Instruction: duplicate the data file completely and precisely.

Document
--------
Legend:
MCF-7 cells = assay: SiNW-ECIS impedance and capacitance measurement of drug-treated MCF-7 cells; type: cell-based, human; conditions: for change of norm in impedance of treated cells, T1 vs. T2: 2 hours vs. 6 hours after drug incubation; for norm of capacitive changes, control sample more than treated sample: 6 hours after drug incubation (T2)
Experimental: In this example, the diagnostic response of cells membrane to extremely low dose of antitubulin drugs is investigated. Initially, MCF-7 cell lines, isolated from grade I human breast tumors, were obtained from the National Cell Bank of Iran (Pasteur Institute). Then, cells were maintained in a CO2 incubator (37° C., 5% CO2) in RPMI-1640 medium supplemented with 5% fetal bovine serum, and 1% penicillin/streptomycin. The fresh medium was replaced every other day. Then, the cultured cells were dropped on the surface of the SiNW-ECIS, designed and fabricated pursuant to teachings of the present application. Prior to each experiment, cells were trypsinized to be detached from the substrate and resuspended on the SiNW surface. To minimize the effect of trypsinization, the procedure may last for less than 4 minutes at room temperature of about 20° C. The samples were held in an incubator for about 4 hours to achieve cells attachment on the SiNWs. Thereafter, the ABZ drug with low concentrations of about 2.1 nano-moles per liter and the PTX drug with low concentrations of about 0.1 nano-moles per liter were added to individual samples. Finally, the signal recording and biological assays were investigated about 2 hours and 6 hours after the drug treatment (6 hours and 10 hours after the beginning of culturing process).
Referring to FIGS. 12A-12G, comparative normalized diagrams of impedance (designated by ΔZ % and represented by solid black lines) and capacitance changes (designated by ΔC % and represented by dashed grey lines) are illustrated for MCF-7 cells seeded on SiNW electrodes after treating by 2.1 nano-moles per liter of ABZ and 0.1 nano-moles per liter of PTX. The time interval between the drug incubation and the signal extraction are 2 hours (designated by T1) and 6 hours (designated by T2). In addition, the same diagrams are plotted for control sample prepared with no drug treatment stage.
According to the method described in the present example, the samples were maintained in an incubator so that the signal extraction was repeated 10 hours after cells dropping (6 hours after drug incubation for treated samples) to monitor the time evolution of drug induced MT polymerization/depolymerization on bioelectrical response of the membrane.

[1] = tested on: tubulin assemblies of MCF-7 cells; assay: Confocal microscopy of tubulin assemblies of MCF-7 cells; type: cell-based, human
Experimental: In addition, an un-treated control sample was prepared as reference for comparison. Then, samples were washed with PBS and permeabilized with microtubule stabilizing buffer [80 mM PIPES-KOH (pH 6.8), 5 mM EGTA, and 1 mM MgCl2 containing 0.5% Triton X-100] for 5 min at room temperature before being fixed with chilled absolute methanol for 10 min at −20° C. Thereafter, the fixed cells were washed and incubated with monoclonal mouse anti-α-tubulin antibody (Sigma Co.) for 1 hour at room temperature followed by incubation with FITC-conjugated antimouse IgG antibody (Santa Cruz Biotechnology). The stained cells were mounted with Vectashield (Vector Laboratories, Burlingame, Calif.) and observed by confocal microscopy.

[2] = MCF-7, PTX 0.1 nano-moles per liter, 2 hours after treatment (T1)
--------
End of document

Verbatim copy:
Legend:
MCF-7 cells = assay: SiNW-ECIS impedance and capacitance measurement of drug-treated MCF-7 cells; type: cell-based, human; conditions: for change of norm in impedance of treated cells, T1 vs. T2: 2 hours vs. 6 hours after drug incubation; for norm of capacitive changes, control sample more than treated sample: 6 hours after drug incubation (T2)
Experimental: In this example, the diagnostic response of cells membrane to extremely low dose of antitubulin drugs is investigated. Initially, MCF-7 cell lines, isolated from grade I human breast tumors, were obtained from the National Cell Bank of Iran (Pasteur Institute). Then, cells were maintained in a CO2 incubator (37° C., 5% CO2) in RPMI-1640 medium supplemented with 5% fetal bovine serum, and 1% penicillin/streptomycin. The fresh medium was replaced every other day. Then, the cultured cells were dropped on the surface of the SiNW-ECIS, designed and fabricated pursuant to teachings of the present application. Prior to each experiment, cells were trypsinized to be detached from the substrate and resuspended on the SiNW surface. To minimize the effect of trypsinization, the procedure may last for less than 4 minutes at room temperature of about 20° C. The samples were held in an incubator for about 4 hours to achieve cells attachment on the SiNWs. Thereafter, the ABZ drug with low concentrations of about 2.1 nano-moles per liter and the PTX drug with low concentrations of about 0.1 nano-moles per liter were added to individual samples. Finally, the signal recording and biological assays were investigated about 2 hours and 6 hours after the drug treatment (6 hours and 10 hours after the beginning of culturing process).
Referring to FIGS. 12A-12G, comparative normalized diagrams of impedance (designated by ΔZ % and represented by solid black lines) and capacitance changes (designated by ΔC % and represented by dashed grey lines) are illustrated for MCF-7 cells seeded on SiNW electrodes after treating by 2.1 nano-moles per liter of ABZ and 0.1 nano-moles per liter of PTX. The time interval between the drug incubation and the signal extraction are 2 hours (designated by T1) and 6 hours (designated by T2). In addition, the same diagrams are plotted for control sample prepared with no drug treatment stage.
According to the method described in the present example, the samples were maintained in an incubator so that the signal extraction was repeated 10 hours after cells dropping (6 hours after drug incubation for treated samples) to monitor the time evolution of drug induced MT polymerization/depolymerization on bioelectrical response of the membrane.

[1] = tested on: tubulin assemblies of MCF-7 cells; assay: Confocal microscopy of tubulin assemblies of MCF-7 cells; type: cell-based, human
Experimental: In addition, an un-treated control sample was prepared as reference for comparison. Then, samples were washed with PBS and permeabilized with microtubule stabilizing buffer [80 mM PIPES-KOH (pH 6.8), 5 mM EGTA, and 1 mM MgCl2 containing 0.5% Triton X-100] for 5 min at room temperature before being fixed with chilled absolute methanol for 10 min at −20° C. Thereafter, the fixed cells were washed and incubated with monoclonal mouse anti-α-tubulin antibody (Sigma Co.) for 1 hour at room temperature followed by incubation with FITC-conjugated antimouse IgG antibody (Santa Cruz Biotechnology). The stained cells were mounted with Vectashield (Vector Laboratories, Burlingame, Calif.) and observed by confocal microscopy.

[2] = MCF-7, PTX 0.1 nano-moles per liter, 2 hours after treatment (T1)